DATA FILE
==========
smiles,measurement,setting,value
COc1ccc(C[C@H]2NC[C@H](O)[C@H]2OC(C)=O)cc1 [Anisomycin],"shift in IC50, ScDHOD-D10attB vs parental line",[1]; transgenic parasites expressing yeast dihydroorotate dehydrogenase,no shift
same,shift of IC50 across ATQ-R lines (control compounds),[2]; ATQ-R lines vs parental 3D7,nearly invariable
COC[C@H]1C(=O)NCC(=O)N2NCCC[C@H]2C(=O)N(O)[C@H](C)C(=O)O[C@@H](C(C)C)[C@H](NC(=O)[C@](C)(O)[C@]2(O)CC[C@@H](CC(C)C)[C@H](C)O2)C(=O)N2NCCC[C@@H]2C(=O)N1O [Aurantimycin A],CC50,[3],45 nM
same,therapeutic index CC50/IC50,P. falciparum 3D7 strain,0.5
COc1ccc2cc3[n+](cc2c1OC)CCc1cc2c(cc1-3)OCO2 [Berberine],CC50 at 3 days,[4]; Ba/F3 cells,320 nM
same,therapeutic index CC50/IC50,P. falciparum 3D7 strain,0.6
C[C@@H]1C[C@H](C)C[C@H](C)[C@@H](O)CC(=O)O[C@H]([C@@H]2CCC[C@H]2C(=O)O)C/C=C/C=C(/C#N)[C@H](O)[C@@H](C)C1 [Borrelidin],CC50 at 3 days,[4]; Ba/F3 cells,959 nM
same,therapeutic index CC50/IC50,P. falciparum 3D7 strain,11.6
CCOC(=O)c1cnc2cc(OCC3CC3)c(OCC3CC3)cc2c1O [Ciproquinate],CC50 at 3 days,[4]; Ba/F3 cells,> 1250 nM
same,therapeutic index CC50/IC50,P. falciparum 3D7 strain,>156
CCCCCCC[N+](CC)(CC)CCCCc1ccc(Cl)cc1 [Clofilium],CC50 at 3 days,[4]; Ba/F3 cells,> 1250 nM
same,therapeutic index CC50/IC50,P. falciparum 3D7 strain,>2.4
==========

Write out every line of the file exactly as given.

smiles,measurement,setting,value
COc1ccc(C[C@H]2NC[C@H](O)[C@H]2OC(C)=O)cc1 [Anisomycin],"shift in IC50, ScDHOD-D10attB vs parental line",[1]; transgenic parasites expressing yeast dihydroorotate dehydrogenase,no shift
same,shift of IC50 across ATQ-R lines (control compounds),[2]; ATQ-R lines vs parental 3D7,nearly invariable
COC[C@H]1C(=O)NCC(=O)N2NCCC[C@H]2C(=O)N(O)[C@H](C)C(=O)O[C@@H](C(C)C)[C@H](NC(=O)[C@](C)(O)[C@]2(O)CC[C@@H](CC(C)C)[C@H](C)O2)C(=O)N2NCCC[C@@H]2C(=O)N1O [Aurantimycin A],CC50,[3],45 nM
same,therapeutic index CC50/IC50,P. falciparum 3D7 strain,0.5
COc1ccc2cc3[n+](cc2c1OC)CCc1cc2c(cc1-3)OCO2 [Berberine],CC50 at 3 days,[4]; Ba/F3 cells,320 nM
same,therapeutic index CC50/IC50,P. falciparum 3D7 strain,0.6
C[C@@H]1C[C@H](C)C[C@H](C)[C@@H](O)CC(=O)O[C@H]([C@@H]2CCC[C@H]2C(=O)O)C/C=C/C=C(/C#N)[C@H](O)[C@@H](C)C1 [Borrelidin],CC50 at 3 days,[4]; Ba/F3 cells,959 nM
same,therapeutic index CC50/IC50,P. falciparum 3D7 strain,11.6
CCOC(=O)c1cnc2cc(OCC3CC3)c(OCC3CC3)cc2c1O [Ciproquinate],CC50 at 3 days,[4]; Ba/F3 cells,> 1250 nM
same,therapeutic index CC50/IC50,P. falciparum 3D7 strain,>156
CCCCCCC[N+](CC)(CC)CCCCc1ccc(Cl)cc1 [Clofilium],CC50 at 3 days,[4]; Ba/F3 cells,> 1250 nM
same,therapeutic index CC50/IC50,P. falciparum 3D7 strain,>2.4